Contemporary media language (but not only) constantly reverts to compound adjectives like jaw-dropping and game-changing to spice up the discourse. Such items are the product of adjectivizing verb phrases, hence “drop [one’s] jaw” is the source of jaw-dropping and “change [the] game” the source of game-changing. These neologisms draw on a time-tested morphological pattern in the history of English, which has given us back-breaking and nit-picking et al. along the way.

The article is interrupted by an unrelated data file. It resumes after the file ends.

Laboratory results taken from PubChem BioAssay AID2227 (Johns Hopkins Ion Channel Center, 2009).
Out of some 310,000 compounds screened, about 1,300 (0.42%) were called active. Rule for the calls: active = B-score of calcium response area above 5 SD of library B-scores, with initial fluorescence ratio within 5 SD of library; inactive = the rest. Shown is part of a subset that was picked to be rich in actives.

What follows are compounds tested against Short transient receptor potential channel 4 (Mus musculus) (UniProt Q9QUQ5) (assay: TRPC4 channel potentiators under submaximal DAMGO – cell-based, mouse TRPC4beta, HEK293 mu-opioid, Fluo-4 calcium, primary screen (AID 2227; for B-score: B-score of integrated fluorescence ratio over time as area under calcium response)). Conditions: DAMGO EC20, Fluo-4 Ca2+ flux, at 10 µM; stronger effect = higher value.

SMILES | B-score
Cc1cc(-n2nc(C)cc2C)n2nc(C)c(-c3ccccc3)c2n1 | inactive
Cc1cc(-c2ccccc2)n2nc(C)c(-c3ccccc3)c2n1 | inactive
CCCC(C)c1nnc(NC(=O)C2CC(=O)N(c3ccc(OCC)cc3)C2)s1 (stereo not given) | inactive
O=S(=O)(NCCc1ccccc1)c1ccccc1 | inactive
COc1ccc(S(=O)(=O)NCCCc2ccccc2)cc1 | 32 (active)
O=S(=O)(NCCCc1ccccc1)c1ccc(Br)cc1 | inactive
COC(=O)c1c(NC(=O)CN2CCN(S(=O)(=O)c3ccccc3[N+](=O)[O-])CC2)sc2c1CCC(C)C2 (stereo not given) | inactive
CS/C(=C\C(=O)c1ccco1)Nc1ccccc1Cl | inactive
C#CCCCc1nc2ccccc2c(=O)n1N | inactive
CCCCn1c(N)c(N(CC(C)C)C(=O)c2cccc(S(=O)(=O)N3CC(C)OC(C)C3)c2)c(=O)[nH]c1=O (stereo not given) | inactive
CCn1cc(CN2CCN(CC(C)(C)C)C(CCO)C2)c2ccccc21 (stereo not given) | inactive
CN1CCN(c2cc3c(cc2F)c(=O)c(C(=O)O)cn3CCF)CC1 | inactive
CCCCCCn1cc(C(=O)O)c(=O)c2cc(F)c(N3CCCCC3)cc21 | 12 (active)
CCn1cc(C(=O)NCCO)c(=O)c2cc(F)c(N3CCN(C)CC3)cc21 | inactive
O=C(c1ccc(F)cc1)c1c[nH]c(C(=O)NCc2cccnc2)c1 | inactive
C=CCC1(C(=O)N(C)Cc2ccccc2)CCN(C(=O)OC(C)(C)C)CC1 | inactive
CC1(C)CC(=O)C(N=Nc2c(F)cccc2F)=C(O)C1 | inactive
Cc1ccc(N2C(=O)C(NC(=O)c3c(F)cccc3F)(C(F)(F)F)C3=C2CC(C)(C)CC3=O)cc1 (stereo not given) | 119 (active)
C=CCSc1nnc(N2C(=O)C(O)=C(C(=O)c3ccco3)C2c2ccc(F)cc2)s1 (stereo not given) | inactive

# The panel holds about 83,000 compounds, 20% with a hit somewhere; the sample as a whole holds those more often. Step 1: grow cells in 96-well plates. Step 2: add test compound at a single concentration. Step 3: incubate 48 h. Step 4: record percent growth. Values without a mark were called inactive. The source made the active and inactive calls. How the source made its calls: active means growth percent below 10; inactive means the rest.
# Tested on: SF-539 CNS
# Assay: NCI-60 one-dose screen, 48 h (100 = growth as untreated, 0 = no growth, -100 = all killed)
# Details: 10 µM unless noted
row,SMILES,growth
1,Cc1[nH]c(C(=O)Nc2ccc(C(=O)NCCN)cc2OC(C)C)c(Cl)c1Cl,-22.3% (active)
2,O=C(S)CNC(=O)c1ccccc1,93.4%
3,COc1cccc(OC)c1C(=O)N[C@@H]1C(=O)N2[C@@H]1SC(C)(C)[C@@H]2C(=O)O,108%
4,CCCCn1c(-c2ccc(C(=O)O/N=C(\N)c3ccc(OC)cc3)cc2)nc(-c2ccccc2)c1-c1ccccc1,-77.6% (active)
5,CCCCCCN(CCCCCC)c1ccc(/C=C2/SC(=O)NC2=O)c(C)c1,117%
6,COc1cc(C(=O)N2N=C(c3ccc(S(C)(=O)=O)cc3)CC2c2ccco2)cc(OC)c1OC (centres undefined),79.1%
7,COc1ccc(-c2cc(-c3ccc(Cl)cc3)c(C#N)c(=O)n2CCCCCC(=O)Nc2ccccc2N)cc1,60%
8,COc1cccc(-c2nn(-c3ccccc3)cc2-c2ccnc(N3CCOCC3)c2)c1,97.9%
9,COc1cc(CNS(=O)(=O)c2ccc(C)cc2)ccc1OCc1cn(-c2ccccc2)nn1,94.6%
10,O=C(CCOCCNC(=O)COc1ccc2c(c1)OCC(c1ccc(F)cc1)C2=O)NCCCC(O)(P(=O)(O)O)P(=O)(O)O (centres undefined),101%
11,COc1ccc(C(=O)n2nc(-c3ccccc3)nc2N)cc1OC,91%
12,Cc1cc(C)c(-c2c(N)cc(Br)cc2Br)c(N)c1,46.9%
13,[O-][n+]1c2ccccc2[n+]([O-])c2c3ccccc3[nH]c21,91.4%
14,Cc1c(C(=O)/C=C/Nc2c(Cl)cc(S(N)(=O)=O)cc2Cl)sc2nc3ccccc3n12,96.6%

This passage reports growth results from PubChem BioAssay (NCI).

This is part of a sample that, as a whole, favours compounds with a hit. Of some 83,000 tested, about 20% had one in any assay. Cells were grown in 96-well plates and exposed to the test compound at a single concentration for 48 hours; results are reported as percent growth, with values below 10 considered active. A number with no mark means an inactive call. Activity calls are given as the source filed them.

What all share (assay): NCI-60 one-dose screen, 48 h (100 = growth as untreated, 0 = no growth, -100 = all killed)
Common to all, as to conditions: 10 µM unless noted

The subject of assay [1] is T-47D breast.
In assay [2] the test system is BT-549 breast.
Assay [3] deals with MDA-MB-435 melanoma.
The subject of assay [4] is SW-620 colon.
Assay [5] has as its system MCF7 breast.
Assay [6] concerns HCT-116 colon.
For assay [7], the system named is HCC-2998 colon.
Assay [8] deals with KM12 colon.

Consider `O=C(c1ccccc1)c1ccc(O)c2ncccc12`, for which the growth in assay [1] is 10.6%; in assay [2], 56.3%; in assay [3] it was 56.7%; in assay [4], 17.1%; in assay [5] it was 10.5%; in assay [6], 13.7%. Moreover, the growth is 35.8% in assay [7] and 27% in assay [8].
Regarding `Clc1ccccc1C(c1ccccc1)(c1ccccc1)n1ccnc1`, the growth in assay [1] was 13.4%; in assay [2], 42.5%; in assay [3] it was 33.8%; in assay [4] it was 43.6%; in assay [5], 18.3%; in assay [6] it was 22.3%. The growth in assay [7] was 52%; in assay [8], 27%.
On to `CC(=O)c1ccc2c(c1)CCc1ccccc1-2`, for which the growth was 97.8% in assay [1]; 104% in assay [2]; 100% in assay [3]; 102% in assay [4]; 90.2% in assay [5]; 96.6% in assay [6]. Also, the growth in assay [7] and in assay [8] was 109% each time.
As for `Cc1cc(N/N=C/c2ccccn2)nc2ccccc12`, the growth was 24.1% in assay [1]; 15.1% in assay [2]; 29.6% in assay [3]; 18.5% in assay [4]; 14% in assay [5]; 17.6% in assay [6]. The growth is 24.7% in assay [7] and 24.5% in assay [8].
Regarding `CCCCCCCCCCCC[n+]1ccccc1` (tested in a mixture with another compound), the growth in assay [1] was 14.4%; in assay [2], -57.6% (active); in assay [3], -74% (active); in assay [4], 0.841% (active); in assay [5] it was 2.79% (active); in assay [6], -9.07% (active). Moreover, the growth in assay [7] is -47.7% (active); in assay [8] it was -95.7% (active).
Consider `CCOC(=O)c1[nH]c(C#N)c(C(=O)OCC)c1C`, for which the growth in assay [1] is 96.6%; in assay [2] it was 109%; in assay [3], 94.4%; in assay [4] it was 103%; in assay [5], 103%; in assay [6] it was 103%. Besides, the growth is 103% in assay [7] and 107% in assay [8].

What is it about this derivational pattern that contributes to its current productivity? There is always the possibility of using a non-compound deverbal adjective like astounding (instead of jaw-dropping) and revolutionary (instead of game-changing). Naturally, the connotations of these simple adjectives are not identical, there being no such thing as perfect synonymy. But the most salient difference is the presence of the semantic category of PROCESS in the compounds, derived from the fact that the objective complement of the verb is specified in the derived adjective. It is this necessary presence of the verbal complement in these new deverbal adjectives that gives rise to their popularity as a matter of linguistic iconicity. More specifically, PROCESS rather than RESULT being the distinctive feature of 21st-century American culture, this adjectivization of a verb phrase can be assessed as a diagrammatization in language of an overarching societal value.